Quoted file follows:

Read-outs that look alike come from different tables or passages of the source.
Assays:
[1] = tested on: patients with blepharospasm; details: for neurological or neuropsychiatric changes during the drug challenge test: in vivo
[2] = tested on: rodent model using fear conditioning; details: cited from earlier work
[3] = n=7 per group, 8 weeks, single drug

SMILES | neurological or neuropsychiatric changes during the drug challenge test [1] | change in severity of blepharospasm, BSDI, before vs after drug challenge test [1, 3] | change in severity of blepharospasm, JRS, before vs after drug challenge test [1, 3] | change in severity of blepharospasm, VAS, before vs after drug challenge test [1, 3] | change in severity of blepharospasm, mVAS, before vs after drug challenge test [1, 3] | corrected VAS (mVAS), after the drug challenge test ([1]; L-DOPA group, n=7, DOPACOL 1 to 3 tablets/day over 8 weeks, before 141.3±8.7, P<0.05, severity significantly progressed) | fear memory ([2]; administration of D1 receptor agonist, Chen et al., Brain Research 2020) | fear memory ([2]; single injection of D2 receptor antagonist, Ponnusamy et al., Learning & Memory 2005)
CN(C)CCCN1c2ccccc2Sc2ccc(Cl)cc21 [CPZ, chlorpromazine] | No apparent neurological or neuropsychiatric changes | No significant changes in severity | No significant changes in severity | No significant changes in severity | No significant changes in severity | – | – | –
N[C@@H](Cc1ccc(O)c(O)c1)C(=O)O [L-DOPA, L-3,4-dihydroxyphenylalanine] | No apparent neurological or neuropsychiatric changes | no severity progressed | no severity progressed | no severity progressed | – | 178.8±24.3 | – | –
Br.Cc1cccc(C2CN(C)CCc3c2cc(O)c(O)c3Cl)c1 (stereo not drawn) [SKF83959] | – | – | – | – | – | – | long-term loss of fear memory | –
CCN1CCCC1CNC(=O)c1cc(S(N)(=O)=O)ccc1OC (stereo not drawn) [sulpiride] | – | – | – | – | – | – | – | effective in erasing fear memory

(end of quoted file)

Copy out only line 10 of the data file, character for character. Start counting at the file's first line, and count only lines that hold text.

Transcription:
CCN1CCCC1CNC(=O)c1cc(S(N)(=O)=O)ccc1OC (stereo not drawn) [sulpiride] | – | – | – | – | – | – | – | effective in erasing fear memory